First-Year Assumptions Debunked

Dani Hupper

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My roommate sucks. That guy from Encounters wrote the most nonsensical blog post. She must have a great sense of humor because she watches Saturday Night Live. He’s super flirtatious and probably has no intention of really getting to know me.

I admit it. I make judgments when I first meet people (though the above depictions are fictitious). Like everyone, I want to get to know the people I’ll be living with for the next four years, and sometimes I make premature evaluations.

With three weeks of college life under my belt, what do I really know about anyone? What grocery items they keep in the lounge refrigerator? What they wrote on the Class of 2017 Facebook timeline? In actuality, I know very little about the incoming class, but I’m still tempted to use my surface-level knowledge to find friends.

But that’s a risky idea.

First impressions are poor indicators of personality. Three weeks is simply not enough time for anyone to display their genuine character. Only a first layer is visible.

I cringe to think of the assumptions one could make based on my first layer. I probably come across as a blonde New Yorker who loves country music and Mountain Dew. While this is accurate, I do not want my friendships based on this information. This basic profile excludes my infantile humor, deepest insecurities and love for long walks outdoors. These are large parts of my personality and they’re understandably not obvious to someone who just met me.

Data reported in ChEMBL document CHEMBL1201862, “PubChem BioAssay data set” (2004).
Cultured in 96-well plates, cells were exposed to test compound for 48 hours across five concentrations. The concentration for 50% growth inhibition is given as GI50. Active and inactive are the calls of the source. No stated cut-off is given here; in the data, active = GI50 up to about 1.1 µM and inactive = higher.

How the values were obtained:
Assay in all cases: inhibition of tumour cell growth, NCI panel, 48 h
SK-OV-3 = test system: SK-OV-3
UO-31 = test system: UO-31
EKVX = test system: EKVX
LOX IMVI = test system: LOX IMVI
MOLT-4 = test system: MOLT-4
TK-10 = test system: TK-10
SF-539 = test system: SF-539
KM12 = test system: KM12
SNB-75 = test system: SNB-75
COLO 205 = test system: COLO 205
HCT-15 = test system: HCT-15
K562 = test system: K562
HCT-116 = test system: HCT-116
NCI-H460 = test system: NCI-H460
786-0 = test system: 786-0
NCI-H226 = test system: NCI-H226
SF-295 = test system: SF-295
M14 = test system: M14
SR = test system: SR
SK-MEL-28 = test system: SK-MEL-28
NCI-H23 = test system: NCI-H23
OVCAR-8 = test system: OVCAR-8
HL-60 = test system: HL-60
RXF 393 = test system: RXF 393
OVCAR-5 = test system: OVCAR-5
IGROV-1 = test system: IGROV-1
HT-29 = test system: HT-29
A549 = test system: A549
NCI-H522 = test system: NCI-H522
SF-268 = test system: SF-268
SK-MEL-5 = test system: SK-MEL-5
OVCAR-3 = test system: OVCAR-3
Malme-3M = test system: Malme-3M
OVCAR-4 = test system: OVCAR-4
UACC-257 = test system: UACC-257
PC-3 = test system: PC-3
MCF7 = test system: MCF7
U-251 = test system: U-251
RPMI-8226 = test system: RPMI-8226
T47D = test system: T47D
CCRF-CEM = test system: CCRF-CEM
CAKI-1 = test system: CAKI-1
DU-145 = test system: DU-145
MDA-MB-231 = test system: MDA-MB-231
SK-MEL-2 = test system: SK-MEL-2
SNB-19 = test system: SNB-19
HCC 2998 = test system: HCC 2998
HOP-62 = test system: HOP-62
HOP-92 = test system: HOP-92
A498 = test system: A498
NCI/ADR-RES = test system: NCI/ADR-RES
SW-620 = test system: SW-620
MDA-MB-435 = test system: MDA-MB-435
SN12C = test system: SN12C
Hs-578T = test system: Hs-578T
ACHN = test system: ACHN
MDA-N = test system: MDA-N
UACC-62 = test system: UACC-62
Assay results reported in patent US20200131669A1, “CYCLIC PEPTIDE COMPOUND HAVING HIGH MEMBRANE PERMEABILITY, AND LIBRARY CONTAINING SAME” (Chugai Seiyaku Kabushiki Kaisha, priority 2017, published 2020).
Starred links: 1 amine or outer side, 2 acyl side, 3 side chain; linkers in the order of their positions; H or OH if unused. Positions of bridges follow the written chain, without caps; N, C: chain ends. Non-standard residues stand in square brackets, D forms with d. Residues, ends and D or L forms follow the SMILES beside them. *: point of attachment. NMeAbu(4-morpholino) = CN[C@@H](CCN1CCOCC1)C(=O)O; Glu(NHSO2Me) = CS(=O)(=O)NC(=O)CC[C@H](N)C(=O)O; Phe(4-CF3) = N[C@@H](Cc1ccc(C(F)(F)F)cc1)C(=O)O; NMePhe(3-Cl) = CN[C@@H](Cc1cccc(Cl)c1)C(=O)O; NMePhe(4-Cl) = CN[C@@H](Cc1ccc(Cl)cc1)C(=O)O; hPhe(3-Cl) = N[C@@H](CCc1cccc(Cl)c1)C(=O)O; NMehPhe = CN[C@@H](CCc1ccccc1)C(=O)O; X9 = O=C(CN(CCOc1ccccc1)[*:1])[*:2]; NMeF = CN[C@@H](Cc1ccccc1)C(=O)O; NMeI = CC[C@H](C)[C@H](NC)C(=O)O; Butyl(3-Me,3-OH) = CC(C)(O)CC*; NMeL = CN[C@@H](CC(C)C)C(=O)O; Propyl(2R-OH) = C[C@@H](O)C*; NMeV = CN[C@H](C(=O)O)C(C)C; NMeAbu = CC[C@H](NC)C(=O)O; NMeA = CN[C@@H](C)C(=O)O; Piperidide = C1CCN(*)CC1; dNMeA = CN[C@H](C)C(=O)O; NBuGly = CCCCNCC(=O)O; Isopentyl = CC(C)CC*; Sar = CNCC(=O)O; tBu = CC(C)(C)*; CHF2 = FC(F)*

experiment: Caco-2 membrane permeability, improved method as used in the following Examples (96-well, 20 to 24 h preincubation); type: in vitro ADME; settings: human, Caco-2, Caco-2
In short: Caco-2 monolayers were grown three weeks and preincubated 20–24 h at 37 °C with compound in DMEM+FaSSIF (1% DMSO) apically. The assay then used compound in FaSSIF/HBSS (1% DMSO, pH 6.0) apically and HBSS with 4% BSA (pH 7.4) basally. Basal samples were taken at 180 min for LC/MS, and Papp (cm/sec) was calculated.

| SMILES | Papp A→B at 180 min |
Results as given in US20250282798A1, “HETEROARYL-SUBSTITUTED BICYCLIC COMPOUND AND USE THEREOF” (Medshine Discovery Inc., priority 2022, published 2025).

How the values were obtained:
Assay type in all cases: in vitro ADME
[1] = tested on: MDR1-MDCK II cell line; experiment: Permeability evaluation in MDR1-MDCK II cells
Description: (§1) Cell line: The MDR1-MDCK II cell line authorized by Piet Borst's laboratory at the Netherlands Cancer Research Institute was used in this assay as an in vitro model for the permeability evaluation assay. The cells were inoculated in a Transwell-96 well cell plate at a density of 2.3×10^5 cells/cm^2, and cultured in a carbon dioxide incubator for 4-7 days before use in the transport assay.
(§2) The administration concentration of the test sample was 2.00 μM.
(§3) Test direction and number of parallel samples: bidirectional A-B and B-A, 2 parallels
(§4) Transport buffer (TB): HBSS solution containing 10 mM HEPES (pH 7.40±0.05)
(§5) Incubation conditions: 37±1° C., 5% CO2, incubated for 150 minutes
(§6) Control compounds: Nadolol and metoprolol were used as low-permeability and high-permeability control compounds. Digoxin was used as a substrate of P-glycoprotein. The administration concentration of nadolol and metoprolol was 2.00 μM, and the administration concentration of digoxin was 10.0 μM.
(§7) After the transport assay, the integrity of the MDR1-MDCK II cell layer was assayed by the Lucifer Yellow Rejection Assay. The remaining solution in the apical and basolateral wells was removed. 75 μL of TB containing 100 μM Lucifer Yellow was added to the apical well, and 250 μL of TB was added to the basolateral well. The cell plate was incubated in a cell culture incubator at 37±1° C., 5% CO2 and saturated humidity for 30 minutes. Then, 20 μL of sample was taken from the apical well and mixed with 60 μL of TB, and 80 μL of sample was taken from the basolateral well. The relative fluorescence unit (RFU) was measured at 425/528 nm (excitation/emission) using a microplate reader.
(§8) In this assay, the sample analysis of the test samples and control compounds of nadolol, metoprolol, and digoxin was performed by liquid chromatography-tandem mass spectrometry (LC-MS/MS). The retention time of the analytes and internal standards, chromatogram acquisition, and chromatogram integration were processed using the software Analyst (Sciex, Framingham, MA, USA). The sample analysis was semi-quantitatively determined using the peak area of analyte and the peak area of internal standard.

If we could identify our friends based on surface-level characteristics, the Office of Admission could save us the hassle of Orientation by sending us a list of names of our future friends along with our acceptance letters.

Hold up! If we know so little about each other, who do I ask to hang out? How do I choose where to sit during lunch?

It’s a tough question. Follow your gut, but stay open (pay attention, this is wise advice from a hypocritical columnist). It will be a while before we truly know each other down to the nitty-gritty. It’s going to take a few more section dinners where you and your friends shamelessly dress like farm animals, study sessions where someone stops what they’re doing to help you solve a difficult chemistry equation and late-night conversations over chocolate milk and some microwavable food item before we begin to have a better idea of each other’s personalities. That’s okay with me.

Who knows? Maybe that guy from Encounters didn’t have time to analyze “Frankenstein” because he was helping someone with their lab report. Maybe that flirtatious guy just has a touchy personality. Or maybe he really is flirtatious, but is also incredibly loyal and trustworthy and ends up being your closest confidant. It’s just too early to know.

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